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WITandWISDOM(tm) - June 29, 2004
ISSN 1538-8794

~~~~~~~ THOUGHTS:

"If you wait until you are sure you will never take off the training wheels."

Source: Heart Touchers, http://www.hearttouchers.com


I was 13 years old. My family had moved to Southern California from North Florida a year before. I hit adolescence with a vengeance. I was angry and rebellious, with little regard for anything my parents had to say, particularly if it had to do with me. Like so many teenagers, I struggled to escape from anything that didn't agree with my picture of the world. A "brilliant without need of guidance" kid, I rejected any overt offering of love. In fact, I got angry at the mention of the word love.

One night, after a particularly difficult day, I stormed into my room, shut the door and got into bed. As I lay down in the privacy of my bed, my hands slipped under my pillow. There was an envelope. I pulled it out and on the envelope it said, "To read when you're alone."

Since I was alone, no one would know whether I read it or not, so I opened it. It said "Mike, I know life is hard right now, I know you are frustrated and I know we don't do everything right. I also know that I love you completely and nothing you do or say will ever change that. I am here for you if you ever need to talk, and if you don't, that's okay. Just know that no matter where you go or what you do in your life, I will always love you and be proud that you are my son. I'm here for you and I love you - that will never change. Love, Mom."

That was the first of several "To read when you're alone" letters. They were never mentioned until I was an adult.

I thank God that my mom knew what I, an angry teenager, needed. Today when the seas of life get stormy, I know that just under my pillow there is that calm assurance that love - consistent, abiding, unconditional love - changes lives.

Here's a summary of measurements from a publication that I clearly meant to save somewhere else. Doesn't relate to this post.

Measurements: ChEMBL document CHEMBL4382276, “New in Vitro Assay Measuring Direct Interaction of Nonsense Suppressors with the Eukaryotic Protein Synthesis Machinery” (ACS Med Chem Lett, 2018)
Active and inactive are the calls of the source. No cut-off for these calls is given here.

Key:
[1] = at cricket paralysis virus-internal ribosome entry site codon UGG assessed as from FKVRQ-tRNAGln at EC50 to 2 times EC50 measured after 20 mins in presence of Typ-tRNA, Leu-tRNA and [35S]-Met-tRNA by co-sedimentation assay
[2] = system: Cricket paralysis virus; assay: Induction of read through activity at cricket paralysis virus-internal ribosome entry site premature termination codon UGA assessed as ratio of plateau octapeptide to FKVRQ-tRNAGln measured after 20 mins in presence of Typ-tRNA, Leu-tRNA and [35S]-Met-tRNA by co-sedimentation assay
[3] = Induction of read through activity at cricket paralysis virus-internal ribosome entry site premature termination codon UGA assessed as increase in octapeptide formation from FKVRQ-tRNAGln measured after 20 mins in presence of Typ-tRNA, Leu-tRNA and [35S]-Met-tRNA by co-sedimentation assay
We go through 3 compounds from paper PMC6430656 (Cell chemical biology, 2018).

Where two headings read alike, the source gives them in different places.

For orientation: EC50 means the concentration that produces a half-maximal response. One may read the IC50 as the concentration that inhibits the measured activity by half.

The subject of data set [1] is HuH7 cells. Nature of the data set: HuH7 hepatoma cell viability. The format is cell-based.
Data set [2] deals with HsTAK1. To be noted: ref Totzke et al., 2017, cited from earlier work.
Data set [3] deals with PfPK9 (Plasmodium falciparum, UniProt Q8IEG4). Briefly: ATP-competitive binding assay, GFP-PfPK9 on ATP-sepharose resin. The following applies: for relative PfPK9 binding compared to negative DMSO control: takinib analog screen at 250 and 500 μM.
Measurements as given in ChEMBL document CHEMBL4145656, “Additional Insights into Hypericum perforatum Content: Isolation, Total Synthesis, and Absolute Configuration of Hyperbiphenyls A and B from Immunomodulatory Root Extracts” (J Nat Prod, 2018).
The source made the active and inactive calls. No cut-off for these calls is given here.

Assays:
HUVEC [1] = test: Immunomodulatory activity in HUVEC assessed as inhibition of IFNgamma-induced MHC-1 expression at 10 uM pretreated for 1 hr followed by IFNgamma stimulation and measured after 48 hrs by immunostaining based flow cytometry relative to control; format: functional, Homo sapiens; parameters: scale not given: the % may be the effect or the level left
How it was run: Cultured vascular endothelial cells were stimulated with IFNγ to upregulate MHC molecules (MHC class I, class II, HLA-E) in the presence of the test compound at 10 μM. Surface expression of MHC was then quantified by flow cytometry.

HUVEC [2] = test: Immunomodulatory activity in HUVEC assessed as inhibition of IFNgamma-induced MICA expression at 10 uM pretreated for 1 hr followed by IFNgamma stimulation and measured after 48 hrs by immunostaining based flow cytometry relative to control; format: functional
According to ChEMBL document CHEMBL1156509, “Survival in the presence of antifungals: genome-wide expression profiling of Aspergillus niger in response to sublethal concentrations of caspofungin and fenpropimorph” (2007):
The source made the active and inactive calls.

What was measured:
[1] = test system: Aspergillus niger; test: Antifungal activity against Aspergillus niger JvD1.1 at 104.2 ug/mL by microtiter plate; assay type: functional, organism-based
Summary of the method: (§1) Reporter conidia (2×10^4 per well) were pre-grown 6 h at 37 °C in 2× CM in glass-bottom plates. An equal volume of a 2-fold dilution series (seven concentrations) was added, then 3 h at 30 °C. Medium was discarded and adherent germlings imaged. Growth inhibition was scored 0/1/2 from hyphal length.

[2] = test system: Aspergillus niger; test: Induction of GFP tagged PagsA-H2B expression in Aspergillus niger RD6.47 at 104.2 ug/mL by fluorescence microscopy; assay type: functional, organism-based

To Read When You're Alone by Mike Staver

Source: The Funnies, http://groups.yahoo.com/group/andychaps_the-funnies

~~~~~~~ THIS & THAT:

While I was stationed on a destroyer in Long Beach, Calif., my wife's parents came to visit us. We had arranged to take them to a waterfront restaurant for dinner right after I returned from an official Navy function. I was still dressed in my crisp white uniform, complete with colorful rows of ribbons on my chest and black shoulder boards displaying gold stripes. While we were waiting for our table, I stood outside by the main entrance with my father-in-law, a World War II veteran, and began explaining the responsibilities of a Navy officer.
Just then, an attractive woman got out of her car and walked toward us.
"Here," she said, handing me her car keys, "and be careful not to scratch my car when you park it."

Contributed to "Humor In Uniform" by Lt. Gary R. Malcolmson Provided courtesy of Reader's Digest http://www.rd.com

DailyInBox: America in Uniform, http://dailyinbox.com/aiu/ind.shtml


I love boxing. Where else do two grown men prance around in satin underwear fighting over a belt? The one who wins gets a purse. They do it in gloves. It's the accessory connection I love. - John McGover

Source: Heart Touchers, http://www.hearttouchers.com

~~~~~~~ TRIVIA:

Woodrow Wilson’s father was a minister. Rather tall and thin, Wilson Sr. made quite a contrast to his horse, which was well-built. One day with horse and buggy and young Woodrow along, the minister was asked by a parishioner, “Reverend, how is it that you’re so thin and gaunt while your horse is so fat and sleek?”

Before he could reply, young Woodrow exclaimed, “Probably because my father feeds the horse and the congregation feeds my father!”

From: Serve Him With Mirth by Leslie B Flynn
This is a free e-book download.

WITandWISDOM™ ISSN 1538-8794 - Copyright © 1998-2004 by Richard G. Wimer - All Rights Reserved
Any questions, comments or suggestions may be sent to Richard G. Wimer.